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Louise Zwick runs the oldest Catholic Worker house in Houston.

Vases of fresh flowers sit on tables inside the dining room at Casa Juan Diego. Heavy paper sacks of masa—enough to make a ton of tamales—rest beside a door leading into a sunny courtyard. Under an awning, washing machines rumble away, while clean laundry flaps dry on a cluster of clotheslines. Slides and swings in bright primary colors sit atop a recently mulched playground. An organic garden soaks up the afternoon sun.

Earlier in the day, Casa Juan Diego’s food pantry bustled with hundreds of people picking up rice, beans and vegetables. Now, a lull has descended, as the mothers who live here put their toddlers down for nap time and volunteers sort through the latest donations of clothes, canned goods and school supplies. All of this activity takes place just off Washington Avenue and Shepherd Drive, inside a large complex nestled between the leafy Rice Military and Sixth Ward areas, where homes routinely sell for upward of $1 million.

It’s a serene setting worlds away from the strife Casa’s residents—a few dozen at any given time—left behind in countries including Cuba, the Congo and El Salvador. For Louise Zwick, who has taken a voluntary pledge of poverty and committed to living with the disadvantaged and disenfranchised, it’s simply home.

When we visit, Louise, her face soft and kind, her neck wrapped loosely in a black scarf, offers a cup of coffee as we sit inside Casa’s small library. It’s filled floor-to-ceiling with secondhand books for all ages, across many subjects, in both English and Spanish. The chairs are old but comfortable. Louise speaks deliberately but laughs easily.

She and her husband, Mark, founded Casa Juan Diego in 1980. Casa is a House of Hospitality, as they’re termed, one of 216 such Catholic Worker communities in the U.S., each independent from the other, each committed to serving the poor while resisting war and social injustice. “There’s no structure,” explains Louise. “It’s a movement.”

Catholic Worker houses aren’t always staffed by Catholics, but all are definitively grounded in, and inspired by, the works of famous social activists Dorothy Day and Peter Maurin, who founded the movement during the 1930s. Each site is funded by donations and staffed by volunteers who, like Louise, receive no salaries and often live on the premises.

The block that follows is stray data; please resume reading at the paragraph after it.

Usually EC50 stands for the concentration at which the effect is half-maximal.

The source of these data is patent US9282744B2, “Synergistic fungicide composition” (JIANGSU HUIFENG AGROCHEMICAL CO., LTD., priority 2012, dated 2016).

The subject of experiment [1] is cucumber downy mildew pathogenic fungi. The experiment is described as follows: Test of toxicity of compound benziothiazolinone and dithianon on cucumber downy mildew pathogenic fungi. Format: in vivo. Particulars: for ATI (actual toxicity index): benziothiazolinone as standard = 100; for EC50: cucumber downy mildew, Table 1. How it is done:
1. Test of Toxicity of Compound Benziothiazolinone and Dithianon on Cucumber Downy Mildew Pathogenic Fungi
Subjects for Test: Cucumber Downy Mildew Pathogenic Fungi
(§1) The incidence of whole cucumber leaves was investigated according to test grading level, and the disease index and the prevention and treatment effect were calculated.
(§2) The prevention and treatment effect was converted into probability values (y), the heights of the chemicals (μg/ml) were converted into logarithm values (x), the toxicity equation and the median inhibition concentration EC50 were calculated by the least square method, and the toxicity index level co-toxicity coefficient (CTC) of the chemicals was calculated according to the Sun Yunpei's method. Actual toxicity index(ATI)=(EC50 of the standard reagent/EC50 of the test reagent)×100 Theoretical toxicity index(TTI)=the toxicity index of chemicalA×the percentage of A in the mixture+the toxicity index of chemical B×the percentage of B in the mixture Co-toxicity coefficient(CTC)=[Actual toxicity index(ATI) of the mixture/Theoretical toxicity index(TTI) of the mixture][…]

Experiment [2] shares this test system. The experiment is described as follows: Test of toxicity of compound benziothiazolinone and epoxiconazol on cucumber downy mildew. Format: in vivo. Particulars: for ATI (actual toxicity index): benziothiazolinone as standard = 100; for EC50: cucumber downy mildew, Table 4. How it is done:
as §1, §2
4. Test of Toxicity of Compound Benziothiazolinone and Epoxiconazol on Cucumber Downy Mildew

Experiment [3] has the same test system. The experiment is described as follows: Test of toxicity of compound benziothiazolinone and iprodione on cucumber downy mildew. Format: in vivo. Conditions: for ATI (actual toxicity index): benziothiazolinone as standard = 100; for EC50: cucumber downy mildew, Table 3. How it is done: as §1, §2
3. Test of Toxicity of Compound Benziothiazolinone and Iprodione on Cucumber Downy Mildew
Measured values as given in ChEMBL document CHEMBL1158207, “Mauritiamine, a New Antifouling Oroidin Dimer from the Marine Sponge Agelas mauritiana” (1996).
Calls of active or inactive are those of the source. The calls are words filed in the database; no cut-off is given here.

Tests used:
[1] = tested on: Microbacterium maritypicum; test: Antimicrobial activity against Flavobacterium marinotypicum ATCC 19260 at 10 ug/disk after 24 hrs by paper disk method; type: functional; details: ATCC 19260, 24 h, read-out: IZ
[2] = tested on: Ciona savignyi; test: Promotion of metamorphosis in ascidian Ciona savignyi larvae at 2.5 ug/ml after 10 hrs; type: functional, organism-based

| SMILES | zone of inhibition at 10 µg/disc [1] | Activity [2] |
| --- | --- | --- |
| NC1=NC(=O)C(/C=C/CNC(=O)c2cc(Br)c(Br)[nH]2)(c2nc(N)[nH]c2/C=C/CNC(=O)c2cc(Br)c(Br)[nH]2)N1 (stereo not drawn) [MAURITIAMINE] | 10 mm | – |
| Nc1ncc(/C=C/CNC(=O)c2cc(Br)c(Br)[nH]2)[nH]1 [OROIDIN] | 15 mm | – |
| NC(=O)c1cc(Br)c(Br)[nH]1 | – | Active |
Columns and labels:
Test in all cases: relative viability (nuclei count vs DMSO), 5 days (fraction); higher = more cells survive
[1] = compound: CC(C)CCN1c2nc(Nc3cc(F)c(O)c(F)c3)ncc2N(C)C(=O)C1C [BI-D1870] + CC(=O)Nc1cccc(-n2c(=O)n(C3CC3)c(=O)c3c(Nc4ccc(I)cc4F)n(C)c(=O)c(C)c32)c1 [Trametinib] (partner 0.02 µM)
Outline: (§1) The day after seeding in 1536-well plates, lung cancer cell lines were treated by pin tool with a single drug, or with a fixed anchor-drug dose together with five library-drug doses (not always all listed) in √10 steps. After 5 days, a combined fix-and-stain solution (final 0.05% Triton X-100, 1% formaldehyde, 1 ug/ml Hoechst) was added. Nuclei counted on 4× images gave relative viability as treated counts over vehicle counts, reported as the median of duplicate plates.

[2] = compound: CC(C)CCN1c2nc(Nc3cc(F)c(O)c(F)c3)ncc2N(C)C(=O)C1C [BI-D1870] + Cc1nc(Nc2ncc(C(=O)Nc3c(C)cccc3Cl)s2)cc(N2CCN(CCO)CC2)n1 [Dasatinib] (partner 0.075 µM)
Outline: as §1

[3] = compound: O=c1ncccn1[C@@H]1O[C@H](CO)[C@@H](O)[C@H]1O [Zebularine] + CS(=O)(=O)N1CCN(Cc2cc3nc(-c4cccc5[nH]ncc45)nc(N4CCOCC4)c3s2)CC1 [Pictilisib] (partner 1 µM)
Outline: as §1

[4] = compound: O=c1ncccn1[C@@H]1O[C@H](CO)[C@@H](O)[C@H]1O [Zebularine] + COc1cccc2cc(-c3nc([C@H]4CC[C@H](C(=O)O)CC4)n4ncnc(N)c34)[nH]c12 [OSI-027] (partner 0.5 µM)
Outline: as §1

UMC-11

Louise and Mark met when he was still a priest and she hadn’t yet found her faith—in a parallel to Maurin and Day themselves—on a chilly December day in 1962 in Youngstown, Ohio. Her faith bloomed, and the two fell in love. He left the priesthood to marry her; they had two children and moved to El Salvador to live a life of service. After the outbreak of the Salvadoran Civil War in 1980, they returned to Houston and, just at the right time, founded Casa Juan Diego.

“The refugees were flooding in after we came back to Texas,” Louise recalls. “Especially a lot of 15-year-old boys whose parents had been recruited into a war that didn’t make sense to them.”

Nearly 40 years later, young Salvadoran men are still crossing the border, this time seeking refuge from the gang violence that’s flourished in the aftermath of the civil war—violence that has turned the country into the so-called murder capital of the world. But it’s not only them seeking safety: It’s mothers, fathers, entire families, all looking to escape untenable situations of every stripe.

Sometimes the women are battered or pregnant; the men may be sick or paralyzed; often, they can’t receive government assistance due to their residency status, which could be undocumented. For these people, Casa is an earthly salvation.

Although the place doesn’t encourage undocumented immigration, it won’t turn away anyone seeking help. “Should we just throw them on the street?” Louise asks rhetorically.

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Murals decorate the fences outside Casa Juan Diego.

Last November, Mark passed away at the age of 88. A notice was placed in the Houston Catholic Worker, the quarterly newspaper where the Zwicks had always kept supporters up to date on Casa’s needs. Hundreds of mourners packed into St. Anne’s for his funeral, including decades’ worth of volunteers who had lived and worked alongside the couple and their Blessed Poor.

“Mark used to say, ‘Catholics have this very special gift: We have the Blessed Trinity. We have the Blessed Eucharist. We have our Blessed Mother. And we have the Blessed Poor.’” The work of serving them continues unabated—indeed, the need grows greater as immigrant populations swell in Houston.

“There are countless numbers of people constantly coming with different needs, and we also have to do quite a few things to keep the place going. I solve that by scheduling my worries,” chuckles Louise.

When asked what she’s most grateful for at the end of a long day spent scheduling worries, feeding and clothing those in need, and keeping a roof over all of their heads, her answer is swift and simple: “The opportunity to serve the Lord.”

“It’s not always easy, but it’s a great gift,” she says. “We have so many opportunities to help, it’s overwhelming sometimes. Really, I think sometimes people don’t find meaning in life, but we’re overwhelmed with meaning.”

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